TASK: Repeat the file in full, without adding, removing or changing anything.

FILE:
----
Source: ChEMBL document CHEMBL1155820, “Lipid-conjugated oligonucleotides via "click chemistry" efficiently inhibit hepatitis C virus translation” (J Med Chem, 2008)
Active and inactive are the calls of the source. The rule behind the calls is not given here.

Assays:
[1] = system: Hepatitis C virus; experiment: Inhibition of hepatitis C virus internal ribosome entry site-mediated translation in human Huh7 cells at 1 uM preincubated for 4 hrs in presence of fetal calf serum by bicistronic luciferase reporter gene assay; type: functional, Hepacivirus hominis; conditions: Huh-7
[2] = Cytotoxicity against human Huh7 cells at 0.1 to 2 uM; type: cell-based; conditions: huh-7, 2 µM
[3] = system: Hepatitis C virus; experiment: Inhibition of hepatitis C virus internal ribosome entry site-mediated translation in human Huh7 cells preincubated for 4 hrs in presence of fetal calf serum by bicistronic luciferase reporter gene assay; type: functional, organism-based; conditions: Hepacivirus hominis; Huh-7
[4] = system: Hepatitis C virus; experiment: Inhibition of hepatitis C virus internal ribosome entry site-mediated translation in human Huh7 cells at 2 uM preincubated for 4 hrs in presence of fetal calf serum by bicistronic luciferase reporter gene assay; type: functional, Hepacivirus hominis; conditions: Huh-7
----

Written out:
Source: ChEMBL document CHEMBL1155820, “Lipid-conjugated oligonucleotides via "click chemistry" efficiently inhibit hepatitis C virus translation” (J Med Chem, 2008)
Active and inactive are the calls of the source. The rule behind the calls is not given here.

Assays:
[1] = system: Hepatitis C virus; experiment: Inhibition of hepatitis C virus internal ribosome entry site-mediated translation in human Huh7 cells at 1 uM preincubated for 4 hrs in presence of fetal calf serum by bicistronic luciferase reporter gene assay; type: functional, Hepacivirus hominis; conditions: Huh-7
[2] = Cytotoxicity against human Huh7 cells at 0.1 to 2 uM; type: cell-based; conditions: huh-7, 2 µM
[3] = system: Hepatitis C virus; experiment: Inhibition of hepatitis C virus internal ribosome entry site-mediated translation in human Huh7 cells preincubated for 4 hrs in presence of fetal calf serum by bicistronic luciferase reporter gene assay; type: functional, organism-based; conditions: Hepacivirus hominis; Huh-7
[4] = system: Hepatitis C virus; experiment: Inhibition of hepatitis C virus internal ribosome entry site-mediated translation in human Huh7 cells at 2 uM preincubated for 4 hrs in presence of fetal calf serum by bicistronic luciferase reporter gene assay; type: functional, Hepacivirus hominis; conditions: Huh-7